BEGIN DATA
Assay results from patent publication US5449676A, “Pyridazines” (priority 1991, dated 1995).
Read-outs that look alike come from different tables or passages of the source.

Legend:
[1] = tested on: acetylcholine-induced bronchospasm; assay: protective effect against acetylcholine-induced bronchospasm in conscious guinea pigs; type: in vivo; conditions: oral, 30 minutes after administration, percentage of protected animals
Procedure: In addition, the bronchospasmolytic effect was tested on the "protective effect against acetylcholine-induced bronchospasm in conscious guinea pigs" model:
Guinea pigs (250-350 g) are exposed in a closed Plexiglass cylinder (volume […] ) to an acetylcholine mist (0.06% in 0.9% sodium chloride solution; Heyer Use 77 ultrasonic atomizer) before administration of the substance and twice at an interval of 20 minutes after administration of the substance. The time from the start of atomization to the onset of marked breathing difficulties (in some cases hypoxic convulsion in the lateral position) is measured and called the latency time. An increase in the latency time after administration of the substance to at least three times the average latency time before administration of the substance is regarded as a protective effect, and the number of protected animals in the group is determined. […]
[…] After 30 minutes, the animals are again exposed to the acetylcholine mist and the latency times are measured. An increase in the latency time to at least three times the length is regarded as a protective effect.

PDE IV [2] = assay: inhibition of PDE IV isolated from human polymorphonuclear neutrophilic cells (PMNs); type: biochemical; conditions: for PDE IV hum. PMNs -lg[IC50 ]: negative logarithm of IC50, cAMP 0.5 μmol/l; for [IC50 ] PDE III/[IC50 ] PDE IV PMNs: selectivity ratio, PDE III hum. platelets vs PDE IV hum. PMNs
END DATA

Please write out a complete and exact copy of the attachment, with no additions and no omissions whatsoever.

Assay results from patent publication US5449676A, “Pyridazines” (priority 1991, dated 1995).
Read-outs that look alike come from different tables or passages of the source.

Legend:
[1] = tested on: acetylcholine-induced bronchospasm; assay: protective effect against acetylcholine-induced bronchospasm in conscious guinea pigs; type: in vivo; conditions: oral, 30 minutes after administration, percentage of protected animals
Procedure: In addition, the bronchospasmolytic effect was tested on the "protective effect against acetylcholine-induced bronchospasm in conscious guinea pigs" model:
Guinea pigs (250-350 g) are exposed in a closed Plexiglass cylinder (volume […] ) to an acetylcholine mist (0.06% in 0.9% sodium chloride solution; Heyer Use 77 ultrasonic atomizer) before administration of the substance and twice at an interval of 20 minutes after administration of the substance. The time from the start of atomization to the onset of marked breathing difficulties (in some cases hypoxic convulsion in the lateral position) is measured and called the latency time. An increase in the latency time after administration of the substance to at least three times the average latency time before administration of the substance is regarded as a protective effect, and the number of protected animals in the group is determined. […]
[…] After 30 minutes, the animals are again exposed to the acetylcholine mist and the latency times are measured. An increase in the latency time to at least three times the length is regarded as a protective effect.

PDE IV [2] = assay: inhibition of PDE IV isolated from human polymorphonuclear neutrophilic cells (PMNs); type: biochemical; conditions: for PDE IV hum. PMNs -lg[IC50 ]: negative logarithm of IC50, cAMP 0.5 μmol/l; for [IC50 ] PDE III/[IC50 ] PDE IV PMNs: selectivity ratio, PDE III hum. platelets vs PDE IV hum. PMNs